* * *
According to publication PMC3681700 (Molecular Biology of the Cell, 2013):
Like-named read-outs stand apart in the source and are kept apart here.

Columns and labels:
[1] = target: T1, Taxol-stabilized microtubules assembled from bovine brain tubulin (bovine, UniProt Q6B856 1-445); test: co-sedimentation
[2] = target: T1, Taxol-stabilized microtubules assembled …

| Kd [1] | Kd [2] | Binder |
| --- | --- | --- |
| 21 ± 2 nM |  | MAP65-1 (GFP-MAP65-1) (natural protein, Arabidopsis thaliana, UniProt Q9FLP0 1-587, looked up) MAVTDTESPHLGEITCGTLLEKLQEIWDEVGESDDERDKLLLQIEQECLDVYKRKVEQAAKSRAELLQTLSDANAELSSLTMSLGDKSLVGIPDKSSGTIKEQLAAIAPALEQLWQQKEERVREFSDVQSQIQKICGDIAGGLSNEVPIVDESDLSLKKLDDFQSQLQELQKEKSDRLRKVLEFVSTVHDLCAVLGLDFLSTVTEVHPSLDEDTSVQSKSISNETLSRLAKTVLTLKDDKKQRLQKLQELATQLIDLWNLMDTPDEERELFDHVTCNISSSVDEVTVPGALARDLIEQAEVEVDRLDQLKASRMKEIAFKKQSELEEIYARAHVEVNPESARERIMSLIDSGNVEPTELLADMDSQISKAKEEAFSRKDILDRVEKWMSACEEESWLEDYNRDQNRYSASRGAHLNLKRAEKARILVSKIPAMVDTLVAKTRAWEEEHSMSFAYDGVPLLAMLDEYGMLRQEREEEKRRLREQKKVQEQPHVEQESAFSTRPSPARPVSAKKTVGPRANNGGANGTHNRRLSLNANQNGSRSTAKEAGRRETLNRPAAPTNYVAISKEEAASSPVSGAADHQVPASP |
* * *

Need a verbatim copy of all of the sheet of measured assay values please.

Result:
According to publication PMC3681700 (Molecular Biology of the Cell, 2013):
Like-named read-outs stand apart in the source and are kept apart here.

Columns and labels:
[1] = target: T1, Taxol-stabilized microtubules assembled from bovine brain tubulin (bovine, UniProt Q6B856 1-445); test: co-sedimentation
[2] = target: T1, Taxol-stabilized microtubules assembled …

| Kd [1] | Kd [2] | Binder |
| --- | --- | --- |
| 21 ± 2 nM |  | MAP65-1 (GFP-MAP65-1) (natural protein, Arabidopsis thaliana, UniProt Q9FLP0 1-587, looked up) MAVTDTESPHLGEITCGTLLEKLQEIWDEVGESDDERDKLLLQIEQECLDVYKRKVEQAAKSRAELLQTLSDANAELSSLTMSLGDKSLVGIPDKSSGTIKEQLAAIAPALEQLWQQKEERVREFSDVQSQIQKICGDIAGGLSNEVPIVDESDLSLKKLDDFQSQLQELQKEKSDRLRKVLEFVSTVHDLCAVLGLDFLSTVTEVHPSLDEDTSVQSKSISNETLSRLAKTVLTLKDDKKQRLQKLQELATQLIDLWNLMDTPDEERELFDHVTCNISSSVDEVTVPGALARDLIEQAEVEVDRLDQLKASRMKEIAFKKQSELEEIYARAHVEVNPESARERIMSLIDSGNVEPTELLADMDSQISKAKEEAFSRKDILDRVEKWMSACEEESWLEDYNRDQNRYSASRGAHLNLKRAEKARILVSKIPAMVDTLVAKTRAWEEEHSMSFAYDGVPLLAMLDEYGMLRQEREEEKRRLREQKKVQEQPHVEQESAFSTRPSPARPVSAKKTVGPRANNGGANGTHNRRLSLNANQNGSRSTAKEAGRRETLNRPAAPTNYVAISKEEAASSPVSGAADHQVPASP |